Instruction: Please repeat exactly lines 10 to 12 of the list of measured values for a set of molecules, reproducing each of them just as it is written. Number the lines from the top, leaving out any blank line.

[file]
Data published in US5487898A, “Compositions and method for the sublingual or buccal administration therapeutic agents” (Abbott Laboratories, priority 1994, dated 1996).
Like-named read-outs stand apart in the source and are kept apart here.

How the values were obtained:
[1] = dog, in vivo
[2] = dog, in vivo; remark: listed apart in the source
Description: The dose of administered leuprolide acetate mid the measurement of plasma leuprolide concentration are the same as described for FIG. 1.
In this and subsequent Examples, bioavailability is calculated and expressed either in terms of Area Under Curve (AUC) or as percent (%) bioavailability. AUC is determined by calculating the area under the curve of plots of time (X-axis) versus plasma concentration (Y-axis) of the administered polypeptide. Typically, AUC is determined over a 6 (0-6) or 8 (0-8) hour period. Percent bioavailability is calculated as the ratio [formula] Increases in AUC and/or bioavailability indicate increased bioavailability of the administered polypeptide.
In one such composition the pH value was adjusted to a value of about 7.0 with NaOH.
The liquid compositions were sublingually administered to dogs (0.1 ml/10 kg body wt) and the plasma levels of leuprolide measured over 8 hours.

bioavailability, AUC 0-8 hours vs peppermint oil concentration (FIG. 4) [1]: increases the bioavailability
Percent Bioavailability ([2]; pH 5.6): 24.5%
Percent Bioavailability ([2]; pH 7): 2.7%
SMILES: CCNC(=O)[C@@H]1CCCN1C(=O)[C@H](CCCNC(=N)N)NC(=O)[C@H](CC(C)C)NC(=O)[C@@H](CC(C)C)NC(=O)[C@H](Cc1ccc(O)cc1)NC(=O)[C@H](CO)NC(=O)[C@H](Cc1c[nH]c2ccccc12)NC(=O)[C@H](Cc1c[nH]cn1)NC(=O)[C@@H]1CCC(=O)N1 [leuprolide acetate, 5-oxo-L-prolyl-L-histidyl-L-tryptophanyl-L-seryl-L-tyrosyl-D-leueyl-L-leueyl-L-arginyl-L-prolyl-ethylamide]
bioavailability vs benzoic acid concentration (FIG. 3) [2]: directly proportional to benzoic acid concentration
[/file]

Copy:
bioavailability, AUC 0-8 hours vs peppermint oil concentration (FIG. 4) [1]: increases the bioavailability
Percent Bioavailability ([2]; pH 5.6): 24.5%
Percent Bioavailability ([2]; pH 7): 2.7%